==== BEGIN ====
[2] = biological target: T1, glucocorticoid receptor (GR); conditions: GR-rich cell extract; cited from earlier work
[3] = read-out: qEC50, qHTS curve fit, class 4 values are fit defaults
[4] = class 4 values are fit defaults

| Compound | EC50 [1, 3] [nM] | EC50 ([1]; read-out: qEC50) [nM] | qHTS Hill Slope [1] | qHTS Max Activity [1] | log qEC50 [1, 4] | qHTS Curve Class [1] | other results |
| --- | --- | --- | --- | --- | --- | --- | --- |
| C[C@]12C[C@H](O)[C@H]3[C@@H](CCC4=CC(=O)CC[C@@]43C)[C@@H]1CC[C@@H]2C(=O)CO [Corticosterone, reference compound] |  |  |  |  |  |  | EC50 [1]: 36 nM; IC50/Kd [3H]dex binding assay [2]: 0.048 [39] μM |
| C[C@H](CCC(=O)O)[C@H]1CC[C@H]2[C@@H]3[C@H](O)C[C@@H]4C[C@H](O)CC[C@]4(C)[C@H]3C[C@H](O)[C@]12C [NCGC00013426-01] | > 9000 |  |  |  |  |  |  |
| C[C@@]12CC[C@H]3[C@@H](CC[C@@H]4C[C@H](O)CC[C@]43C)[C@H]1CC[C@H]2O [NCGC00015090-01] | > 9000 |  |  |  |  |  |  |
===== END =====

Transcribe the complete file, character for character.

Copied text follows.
[2] = biological target: T1, glucocorticoid receptor (GR); conditions: GR-rich cell extract; cited from earlier work
[3] = read-out: qEC50, qHTS curve fit, class 4 values are fit defaults
[4] = class 4 values are fit defaults

| Compound | EC50 [1, 3] [nM] | EC50 ([1]; read-out: qEC50) [nM] | qHTS Hill Slope [1] | qHTS Max Activity [1] | log qEC50 [1, 4] | qHTS Curve Class [1] | other results |
| --- | --- | --- | --- | --- | --- | --- | --- |
| C[C@]12C[C@H](O)[C@H]3[C@@H](CCC4=CC(=O)CC[C@@]43C)[C@@H]1CC[C@@H]2C(=O)CO [Corticosterone, reference compound] |  |  |  |  |  |  | EC50 [1]: 36 nM; IC50/Kd [3H]dex binding assay [2]: 0.048 [39] μM |
| C[C@H](CCC(=O)O)[C@H]1CC[C@H]2[C@@H]3[C@H](O)C[C@@H]4C[C@H](O)CC[C@]4(C)[C@H]3C[C@H](O)[C@]12C [NCGC00013426-01] | > 9000 |  |  |  |  |  |  |
| C[C@@]12CC[C@H]3[C@@H](CC[C@@H]4C[C@H](O)CC[C@]43C)[C@H]1CC[C@H]2O [NCGC00015090-01] | > 9000 |  |  |  |  |  |  |